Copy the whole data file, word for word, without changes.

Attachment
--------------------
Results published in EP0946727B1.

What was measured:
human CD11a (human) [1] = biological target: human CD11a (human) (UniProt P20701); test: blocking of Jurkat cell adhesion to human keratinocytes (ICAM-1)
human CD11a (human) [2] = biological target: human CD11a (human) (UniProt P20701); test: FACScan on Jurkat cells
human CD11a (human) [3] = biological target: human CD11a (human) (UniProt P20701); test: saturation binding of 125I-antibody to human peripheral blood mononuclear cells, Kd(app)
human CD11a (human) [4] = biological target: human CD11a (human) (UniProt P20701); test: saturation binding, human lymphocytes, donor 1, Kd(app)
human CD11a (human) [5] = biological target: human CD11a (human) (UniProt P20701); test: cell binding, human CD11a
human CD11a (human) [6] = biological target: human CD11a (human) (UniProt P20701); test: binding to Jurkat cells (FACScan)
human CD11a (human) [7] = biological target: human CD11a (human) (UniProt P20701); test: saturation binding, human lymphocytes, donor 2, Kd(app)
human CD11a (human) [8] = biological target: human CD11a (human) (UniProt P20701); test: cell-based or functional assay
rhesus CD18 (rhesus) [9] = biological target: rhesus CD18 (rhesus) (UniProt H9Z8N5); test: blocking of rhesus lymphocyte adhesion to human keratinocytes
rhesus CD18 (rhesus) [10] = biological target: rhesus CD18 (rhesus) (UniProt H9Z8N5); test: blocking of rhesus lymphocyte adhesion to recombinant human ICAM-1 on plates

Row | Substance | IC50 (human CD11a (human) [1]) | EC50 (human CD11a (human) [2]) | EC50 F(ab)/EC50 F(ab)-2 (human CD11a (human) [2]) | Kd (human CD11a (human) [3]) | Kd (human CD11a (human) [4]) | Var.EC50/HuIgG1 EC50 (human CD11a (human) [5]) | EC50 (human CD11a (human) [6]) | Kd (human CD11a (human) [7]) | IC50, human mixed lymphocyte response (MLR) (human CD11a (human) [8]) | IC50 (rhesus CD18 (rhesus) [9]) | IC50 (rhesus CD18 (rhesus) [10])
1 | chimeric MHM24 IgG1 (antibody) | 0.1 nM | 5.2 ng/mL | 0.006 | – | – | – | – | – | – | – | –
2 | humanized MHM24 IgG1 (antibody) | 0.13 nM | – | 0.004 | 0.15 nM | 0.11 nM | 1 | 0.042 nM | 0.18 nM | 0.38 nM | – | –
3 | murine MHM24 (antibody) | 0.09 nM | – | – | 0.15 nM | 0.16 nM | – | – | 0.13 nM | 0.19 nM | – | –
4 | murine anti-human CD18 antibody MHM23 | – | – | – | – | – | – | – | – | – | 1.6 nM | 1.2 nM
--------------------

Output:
Results published in EP0946727B1.

What was measured:
human CD11a (human) [1] = biological target: human CD11a (human) (UniProt P20701); test: blocking of Jurkat cell adhesion to human keratinocytes (ICAM-1)
human CD11a (human) [2] = biological target: human CD11a (human) (UniProt P20701); test: FACScan on Jurkat cells
human CD11a (human) [3] = biological target: human CD11a (human) (UniProt P20701); test: saturation binding of 125I-antibody to human peripheral blood mononuclear cells, Kd(app)
human CD11a (human) [4] = biological target: human CD11a (human) (UniProt P20701); test: saturation binding, human lymphocytes, donor 1, Kd(app)
human CD11a (human) [5] = biological target: human CD11a (human) (UniProt P20701); test: cell binding, human CD11a
human CD11a (human) [6] = biological target: human CD11a (human) (UniProt P20701); test: binding to Jurkat cells (FACScan)
human CD11a (human) [7] = biological target: human CD11a (human) (UniProt P20701); test: saturation binding, human lymphocytes, donor 2, Kd(app)
human CD11a (human) [8] = biological target: human CD11a (human) (UniProt P20701); test: cell-based or functional assay
rhesus CD18 (rhesus) [9] = biological target: rhesus CD18 (rhesus) (UniProt H9Z8N5); test: blocking of rhesus lymphocyte adhesion to human keratinocytes
rhesus CD18 (rhesus) [10] = biological target: rhesus CD18 (rhesus) (UniProt H9Z8N5); test: blocking of rhesus lymphocyte adhesion to recombinant human ICAM-1 on plates

Row | Substance | IC50 (human CD11a (human) [1]) | EC50 (human CD11a (human) [2]) | EC50 F(ab)/EC50 F(ab)-2 (human CD11a (human) [2]) | Kd (human CD11a (human) [3]) | Kd (human CD11a (human) [4]) | Var.EC50/HuIgG1 EC50 (human CD11a (human) [5]) | EC50 (human CD11a (human) [6]) | Kd (human CD11a (human) [7]) | IC50, human mixed lymphocyte response (MLR) (human CD11a (human) [8]) | IC50 (rhesus CD18 (rhesus) [9]) | IC50 (rhesus CD18 (rhesus) [10])
1 | chimeric MHM24 IgG1 (antibody) | 0.1 nM | 5.2 ng/mL | 0.006 | – | – | – | – | – | – | – | –
2 | humanized MHM24 IgG1 (antibody) | 0.13 nM | – | 0.004 | 0.15 nM | 0.11 nM | 1 | 0.042 nM | 0.18 nM | 0.38 nM | – | –
3 | murine MHM24 (antibody) | 0.09 nM | – | – | 0.15 nM | 0.16 nM | – | – | 0.13 nM | 0.19 nM | – | –
4 | murine anti-human CD18 antibody MHM23 | – | – | – | – | – | – | – | – | – | 1.6 nM | 1.2 nM